The third day found the expedition in Pereslavl-Zalessky, where its first destination was an unusual technical museum – the Railroad Museum of Pereslavl. Enthusiasts interested in the history of light railways started to study them in the middle of the 1980s, gradually forming a group of like-minded people aiming to preserve the heritage of the fading local railroad era. Due to certain organizational and technical reasons it took quite some time to find a location for the collection, but in 1989 the group came to an agreement with the owners of Talitsa train yard and a 750 mm branch line of the former Talitsa-Pleshcheevo peat mining facility in Pereslavl district, Yaroslavl region. Acquisition and collection of exhibits, and first restoration projects started in 1990.
The museum studies, preserves and promotes the history of the Russian local and industrial railroads. The history of construction and operation of light railways is inextricably linked to the industrial development, reclamation of backcountry and remote districts, as well as to many economic and social events. Today this means of transport has effectively faded completely, and the museum team's mission is not only to preserve the tangible heritage but also to tell the story of the role local railways played in the history and economics of Russia.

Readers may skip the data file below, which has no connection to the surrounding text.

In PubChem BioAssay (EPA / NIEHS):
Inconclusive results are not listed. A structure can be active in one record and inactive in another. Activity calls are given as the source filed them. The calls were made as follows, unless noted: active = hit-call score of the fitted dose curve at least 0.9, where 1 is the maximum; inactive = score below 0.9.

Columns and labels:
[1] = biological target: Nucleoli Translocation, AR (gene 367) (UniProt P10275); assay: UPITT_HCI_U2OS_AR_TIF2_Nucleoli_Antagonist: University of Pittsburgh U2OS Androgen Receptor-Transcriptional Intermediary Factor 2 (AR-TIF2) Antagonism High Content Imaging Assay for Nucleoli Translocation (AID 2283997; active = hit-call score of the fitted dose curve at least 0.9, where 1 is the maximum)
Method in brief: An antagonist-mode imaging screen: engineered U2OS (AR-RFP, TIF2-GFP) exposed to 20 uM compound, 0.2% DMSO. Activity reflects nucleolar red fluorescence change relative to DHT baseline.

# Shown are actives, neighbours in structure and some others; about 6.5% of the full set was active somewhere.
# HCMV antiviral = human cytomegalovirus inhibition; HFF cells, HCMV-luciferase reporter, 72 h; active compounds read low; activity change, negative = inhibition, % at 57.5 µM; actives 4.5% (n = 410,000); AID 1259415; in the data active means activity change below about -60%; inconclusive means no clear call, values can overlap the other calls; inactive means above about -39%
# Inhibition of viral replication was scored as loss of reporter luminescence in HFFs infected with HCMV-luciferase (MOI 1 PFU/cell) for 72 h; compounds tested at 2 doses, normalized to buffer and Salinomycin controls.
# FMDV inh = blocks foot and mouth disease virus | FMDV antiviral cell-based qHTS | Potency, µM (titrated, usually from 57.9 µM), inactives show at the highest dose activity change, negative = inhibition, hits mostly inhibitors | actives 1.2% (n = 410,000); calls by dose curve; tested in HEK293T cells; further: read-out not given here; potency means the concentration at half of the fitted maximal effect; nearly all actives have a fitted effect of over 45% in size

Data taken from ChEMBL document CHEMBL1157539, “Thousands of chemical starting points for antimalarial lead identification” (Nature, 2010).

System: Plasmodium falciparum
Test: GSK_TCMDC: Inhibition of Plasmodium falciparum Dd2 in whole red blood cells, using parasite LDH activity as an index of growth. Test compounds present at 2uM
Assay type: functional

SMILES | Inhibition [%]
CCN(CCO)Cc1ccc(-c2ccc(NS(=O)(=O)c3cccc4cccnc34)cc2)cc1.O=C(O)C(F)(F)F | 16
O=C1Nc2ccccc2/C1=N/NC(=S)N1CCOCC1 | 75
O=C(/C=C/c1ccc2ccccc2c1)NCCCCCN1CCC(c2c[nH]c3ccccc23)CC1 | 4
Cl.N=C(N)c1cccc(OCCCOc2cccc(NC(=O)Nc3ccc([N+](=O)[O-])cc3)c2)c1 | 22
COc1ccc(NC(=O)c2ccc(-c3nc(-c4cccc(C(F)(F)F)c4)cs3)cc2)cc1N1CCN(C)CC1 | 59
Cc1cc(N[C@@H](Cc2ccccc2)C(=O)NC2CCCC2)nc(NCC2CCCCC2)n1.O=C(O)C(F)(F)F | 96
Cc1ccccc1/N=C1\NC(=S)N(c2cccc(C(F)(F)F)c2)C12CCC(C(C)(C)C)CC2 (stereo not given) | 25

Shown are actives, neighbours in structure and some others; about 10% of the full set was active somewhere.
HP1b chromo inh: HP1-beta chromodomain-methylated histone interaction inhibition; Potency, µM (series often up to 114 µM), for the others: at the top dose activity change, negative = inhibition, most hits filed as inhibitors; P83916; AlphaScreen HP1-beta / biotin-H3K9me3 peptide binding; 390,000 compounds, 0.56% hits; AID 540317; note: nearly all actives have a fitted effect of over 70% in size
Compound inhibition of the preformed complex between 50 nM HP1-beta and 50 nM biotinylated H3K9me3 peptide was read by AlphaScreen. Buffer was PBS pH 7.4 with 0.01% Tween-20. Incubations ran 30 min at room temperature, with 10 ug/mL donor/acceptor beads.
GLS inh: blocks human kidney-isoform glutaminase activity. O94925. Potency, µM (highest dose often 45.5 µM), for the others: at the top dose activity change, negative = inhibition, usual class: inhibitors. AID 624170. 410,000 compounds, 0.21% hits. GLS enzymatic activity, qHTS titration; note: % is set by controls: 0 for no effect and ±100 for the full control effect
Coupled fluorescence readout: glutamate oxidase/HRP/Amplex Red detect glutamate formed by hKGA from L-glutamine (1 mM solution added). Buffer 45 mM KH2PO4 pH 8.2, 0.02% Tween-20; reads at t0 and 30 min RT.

The collection is displayed in a train yard and car workshops built in the middle of the 20th century, as well as at the Talitsa station, and features more than 100 locomotives, railway vehicles, road and signalling elements, various equipment and associated items in various states of preservation, dating from the late 19th century to the 1960s. The collection also includes an extensive library of specialized books and project design documentation.